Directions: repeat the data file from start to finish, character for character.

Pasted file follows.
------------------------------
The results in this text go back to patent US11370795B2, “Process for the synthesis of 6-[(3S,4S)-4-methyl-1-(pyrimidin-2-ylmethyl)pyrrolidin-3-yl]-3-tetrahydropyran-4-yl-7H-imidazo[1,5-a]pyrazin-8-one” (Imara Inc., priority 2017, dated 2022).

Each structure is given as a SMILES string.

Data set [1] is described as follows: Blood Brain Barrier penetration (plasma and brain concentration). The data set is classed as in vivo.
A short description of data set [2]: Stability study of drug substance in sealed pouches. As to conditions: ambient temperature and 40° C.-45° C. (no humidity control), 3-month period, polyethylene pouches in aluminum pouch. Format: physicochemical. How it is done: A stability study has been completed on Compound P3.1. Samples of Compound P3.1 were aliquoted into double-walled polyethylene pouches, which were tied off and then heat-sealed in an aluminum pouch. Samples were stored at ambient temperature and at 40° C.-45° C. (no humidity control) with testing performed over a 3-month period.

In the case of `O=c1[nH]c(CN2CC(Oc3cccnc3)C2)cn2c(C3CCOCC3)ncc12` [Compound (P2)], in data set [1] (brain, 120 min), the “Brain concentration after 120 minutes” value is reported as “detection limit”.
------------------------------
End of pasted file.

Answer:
The results in this text go back to patent US11370795B2, “Process for the synthesis of 6-[(3S,4S)-4-methyl-1-(pyrimidin-2-ylmethyl)pyrrolidin-3-yl]-3-tetrahydropyran-4-yl-7H-imidazo[1,5-a]pyrazin-8-one” (Imara Inc., priority 2017, dated 2022).

Each structure is given as a SMILES string.

Data set [1] is described as follows: Blood Brain Barrier penetration (plasma and brain concentration). The data set is classed as in vivo.
A short description of data set [2]: Stability study of drug substance in sealed pouches. As to conditions: ambient temperature and 40° C.-45° C. (no humidity control), 3-month period, polyethylene pouches in aluminum pouch. Format: physicochemical. How it is done: A stability study has been completed on Compound P3.1. Samples of Compound P3.1 were aliquoted into double-walled polyethylene pouches, which were tied off and then heat-sealed in an aluminum pouch. Samples were stored at ambient temperature and at 40° C.-45° C. (no humidity control) with testing performed over a 3-month period.

In the case of `O=c1[nH]c(CN2CC(Oc3cccnc3)C2)cn2c(C3CCOCC3)ncc12` [Compound (P2)], in data set [1] (brain, 120 min), the “Brain concentration after 120 minutes” value is reported as “detection limit”.